Do you subscribe to the “live in the moment” school of thought, or do you prefer to plan for the future? Personally, I am a planner but I do embrace my more spontaneous side every once in a while, providing balance to an otherwise stringent (and somewhat boring) natural tendency.
In some ways, I envy those who can throw caution to the wind and are able to recognize fun and adventure without worrying about the future too much. They seem free and unencumbered by the stresses of everyday life. However, I certainly do not envy some uninhibited individuals’ tendency to discount the trouble with accumulating too much debt.
Interest rates in Canada are at a historical low, causing people to ask themselves: “why not borrow money?” More people are seeking out secured lines of credit to finance a lifestyle they could not otherwise afford. They justify their financial choice with its perceived affordability. Unfortunately, their focus is on the low interest of the loan instead of the high principle value of the debt.
These borrowing pursuits are reinforced by convictions such as “you only live once” or “I could die tomorrow.” It is easier to ignore future consequences in exchange for immediate gratification; unfortunately, those who disregard the risks, will eventually be forced to face their debt.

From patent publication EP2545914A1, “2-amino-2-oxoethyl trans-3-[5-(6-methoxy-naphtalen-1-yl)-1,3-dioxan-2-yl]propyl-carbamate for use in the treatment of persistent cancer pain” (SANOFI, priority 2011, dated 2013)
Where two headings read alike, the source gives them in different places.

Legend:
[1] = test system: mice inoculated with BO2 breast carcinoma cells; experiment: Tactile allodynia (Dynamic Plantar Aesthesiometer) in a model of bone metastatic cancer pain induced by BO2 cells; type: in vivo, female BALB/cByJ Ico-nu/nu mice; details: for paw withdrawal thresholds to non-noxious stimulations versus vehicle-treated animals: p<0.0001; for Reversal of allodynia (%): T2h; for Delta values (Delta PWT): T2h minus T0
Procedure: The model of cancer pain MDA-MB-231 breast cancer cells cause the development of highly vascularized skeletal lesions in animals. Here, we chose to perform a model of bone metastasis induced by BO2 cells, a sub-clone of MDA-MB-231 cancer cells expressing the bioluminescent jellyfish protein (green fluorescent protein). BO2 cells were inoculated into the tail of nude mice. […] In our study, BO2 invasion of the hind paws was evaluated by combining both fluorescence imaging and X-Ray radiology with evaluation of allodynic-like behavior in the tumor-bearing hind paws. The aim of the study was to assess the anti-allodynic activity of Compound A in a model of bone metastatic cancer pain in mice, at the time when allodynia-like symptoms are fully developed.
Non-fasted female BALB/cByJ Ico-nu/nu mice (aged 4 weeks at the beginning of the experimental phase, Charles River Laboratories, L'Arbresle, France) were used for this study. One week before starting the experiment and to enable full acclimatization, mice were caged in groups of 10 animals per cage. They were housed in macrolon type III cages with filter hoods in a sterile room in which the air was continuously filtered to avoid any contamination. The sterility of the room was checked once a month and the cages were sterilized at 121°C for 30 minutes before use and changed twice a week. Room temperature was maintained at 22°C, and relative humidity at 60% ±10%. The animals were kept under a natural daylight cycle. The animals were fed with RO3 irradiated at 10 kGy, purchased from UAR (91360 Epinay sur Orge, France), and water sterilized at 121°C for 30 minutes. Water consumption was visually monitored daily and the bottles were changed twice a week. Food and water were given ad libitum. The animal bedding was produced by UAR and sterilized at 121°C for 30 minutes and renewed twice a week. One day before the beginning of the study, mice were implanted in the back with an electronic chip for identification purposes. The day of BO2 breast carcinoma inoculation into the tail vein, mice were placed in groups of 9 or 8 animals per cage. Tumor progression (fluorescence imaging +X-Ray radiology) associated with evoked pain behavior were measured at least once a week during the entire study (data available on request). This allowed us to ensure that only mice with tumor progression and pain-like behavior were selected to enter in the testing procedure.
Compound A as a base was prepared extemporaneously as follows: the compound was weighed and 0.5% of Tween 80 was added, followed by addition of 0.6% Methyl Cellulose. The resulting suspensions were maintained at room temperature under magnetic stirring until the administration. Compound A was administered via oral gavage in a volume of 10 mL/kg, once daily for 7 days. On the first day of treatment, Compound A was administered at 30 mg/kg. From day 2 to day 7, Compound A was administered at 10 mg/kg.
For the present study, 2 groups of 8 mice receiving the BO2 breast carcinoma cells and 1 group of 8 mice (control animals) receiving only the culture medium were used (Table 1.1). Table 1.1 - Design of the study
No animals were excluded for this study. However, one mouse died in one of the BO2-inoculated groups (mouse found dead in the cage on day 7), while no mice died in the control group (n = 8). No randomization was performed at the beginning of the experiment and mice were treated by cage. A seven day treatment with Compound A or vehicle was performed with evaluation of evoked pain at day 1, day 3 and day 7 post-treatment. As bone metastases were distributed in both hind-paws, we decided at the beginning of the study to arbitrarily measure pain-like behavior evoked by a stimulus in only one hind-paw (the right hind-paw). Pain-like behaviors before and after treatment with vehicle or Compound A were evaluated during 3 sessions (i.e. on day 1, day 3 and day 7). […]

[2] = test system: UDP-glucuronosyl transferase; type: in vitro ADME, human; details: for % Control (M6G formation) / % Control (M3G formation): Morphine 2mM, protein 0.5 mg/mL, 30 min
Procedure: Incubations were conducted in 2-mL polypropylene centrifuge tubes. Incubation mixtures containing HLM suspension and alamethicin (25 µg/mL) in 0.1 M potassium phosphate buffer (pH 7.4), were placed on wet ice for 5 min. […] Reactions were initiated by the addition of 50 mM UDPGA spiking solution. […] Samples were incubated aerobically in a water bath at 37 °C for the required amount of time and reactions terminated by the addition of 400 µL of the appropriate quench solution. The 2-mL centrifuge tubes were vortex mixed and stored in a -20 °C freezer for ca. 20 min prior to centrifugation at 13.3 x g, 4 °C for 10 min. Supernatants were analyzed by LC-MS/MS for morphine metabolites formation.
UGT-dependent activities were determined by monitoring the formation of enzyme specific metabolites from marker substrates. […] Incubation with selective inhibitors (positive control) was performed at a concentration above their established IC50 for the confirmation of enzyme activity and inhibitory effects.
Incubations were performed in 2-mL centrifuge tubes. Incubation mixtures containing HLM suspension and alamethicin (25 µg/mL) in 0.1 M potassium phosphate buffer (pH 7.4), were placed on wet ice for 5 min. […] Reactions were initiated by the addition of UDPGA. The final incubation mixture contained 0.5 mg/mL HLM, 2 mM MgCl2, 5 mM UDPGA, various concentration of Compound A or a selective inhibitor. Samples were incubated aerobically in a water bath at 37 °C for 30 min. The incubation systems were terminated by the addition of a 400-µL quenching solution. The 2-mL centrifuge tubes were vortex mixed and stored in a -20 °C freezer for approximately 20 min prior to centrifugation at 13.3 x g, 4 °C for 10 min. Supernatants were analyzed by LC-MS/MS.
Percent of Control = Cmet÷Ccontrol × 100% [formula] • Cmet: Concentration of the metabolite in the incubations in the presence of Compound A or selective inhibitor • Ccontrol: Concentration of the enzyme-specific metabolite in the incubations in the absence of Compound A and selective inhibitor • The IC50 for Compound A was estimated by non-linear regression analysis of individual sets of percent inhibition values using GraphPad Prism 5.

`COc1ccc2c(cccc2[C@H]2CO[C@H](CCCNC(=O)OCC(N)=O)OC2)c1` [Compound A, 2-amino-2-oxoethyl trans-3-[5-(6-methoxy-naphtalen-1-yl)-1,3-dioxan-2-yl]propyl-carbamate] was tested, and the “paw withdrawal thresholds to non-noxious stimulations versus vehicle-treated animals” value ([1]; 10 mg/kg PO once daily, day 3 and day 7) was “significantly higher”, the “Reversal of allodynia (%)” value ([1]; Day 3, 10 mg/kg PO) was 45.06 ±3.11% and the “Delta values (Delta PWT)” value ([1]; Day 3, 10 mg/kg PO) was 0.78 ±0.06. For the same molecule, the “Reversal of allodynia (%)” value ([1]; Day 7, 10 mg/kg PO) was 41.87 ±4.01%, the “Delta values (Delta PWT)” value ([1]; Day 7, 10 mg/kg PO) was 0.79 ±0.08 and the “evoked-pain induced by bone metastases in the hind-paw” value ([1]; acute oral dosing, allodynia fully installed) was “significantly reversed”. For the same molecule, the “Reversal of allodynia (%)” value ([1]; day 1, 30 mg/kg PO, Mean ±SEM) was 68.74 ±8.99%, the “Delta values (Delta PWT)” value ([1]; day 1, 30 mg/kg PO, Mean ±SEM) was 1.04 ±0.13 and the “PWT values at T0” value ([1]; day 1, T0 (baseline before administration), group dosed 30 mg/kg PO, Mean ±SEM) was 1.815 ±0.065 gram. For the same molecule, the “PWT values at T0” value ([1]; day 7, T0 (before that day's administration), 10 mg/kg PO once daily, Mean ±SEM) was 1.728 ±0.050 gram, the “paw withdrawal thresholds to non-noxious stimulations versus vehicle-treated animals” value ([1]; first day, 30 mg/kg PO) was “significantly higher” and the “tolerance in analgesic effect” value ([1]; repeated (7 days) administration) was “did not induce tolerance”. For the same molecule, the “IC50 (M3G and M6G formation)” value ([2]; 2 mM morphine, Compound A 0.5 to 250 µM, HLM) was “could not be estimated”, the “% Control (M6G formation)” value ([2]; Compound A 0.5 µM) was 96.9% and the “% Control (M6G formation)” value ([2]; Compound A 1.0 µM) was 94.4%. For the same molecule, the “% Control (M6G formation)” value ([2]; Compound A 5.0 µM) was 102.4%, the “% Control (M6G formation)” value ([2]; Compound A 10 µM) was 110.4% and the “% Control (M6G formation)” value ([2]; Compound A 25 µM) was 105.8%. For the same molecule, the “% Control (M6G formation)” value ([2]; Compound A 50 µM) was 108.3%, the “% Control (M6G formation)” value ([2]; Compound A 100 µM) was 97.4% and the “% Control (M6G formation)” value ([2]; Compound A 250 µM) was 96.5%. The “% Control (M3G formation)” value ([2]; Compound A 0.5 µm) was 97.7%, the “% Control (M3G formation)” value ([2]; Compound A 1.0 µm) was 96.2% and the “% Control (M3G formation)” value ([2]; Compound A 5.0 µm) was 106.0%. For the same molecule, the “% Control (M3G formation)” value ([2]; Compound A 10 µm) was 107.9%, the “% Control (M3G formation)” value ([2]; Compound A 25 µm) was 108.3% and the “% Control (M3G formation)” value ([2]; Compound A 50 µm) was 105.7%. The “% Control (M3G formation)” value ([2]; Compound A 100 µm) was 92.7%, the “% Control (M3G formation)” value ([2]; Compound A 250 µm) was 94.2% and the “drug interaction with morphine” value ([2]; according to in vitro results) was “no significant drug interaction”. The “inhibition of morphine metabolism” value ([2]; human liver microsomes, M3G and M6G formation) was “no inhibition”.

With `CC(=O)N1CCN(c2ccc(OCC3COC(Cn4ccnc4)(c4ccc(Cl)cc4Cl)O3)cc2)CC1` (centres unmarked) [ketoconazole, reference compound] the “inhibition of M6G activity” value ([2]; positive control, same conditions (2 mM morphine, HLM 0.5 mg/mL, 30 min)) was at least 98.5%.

Irresponsibly accumulating debt can be compared to smoking, for example. Smokers know that their habit is bad for them in the long-run, but the impending health problems do not seem threatening enough in the moment. They convince themselves that they will abandon the vice in time to save themselves. More often, the damage is already done. The same can be said of poor money management. Everybody believes they will get their finances in order in the near future, but the truth is that the way you spend now is most likely the way you will spend later – unless you implement change now.
Sit down and identify what needs to change in order for you to gain control of your finances. The changes do not have to be drastic. You can easily get back on track with these 10 financial rules to live by. Today is the day to make the changes needed to become financially healthy.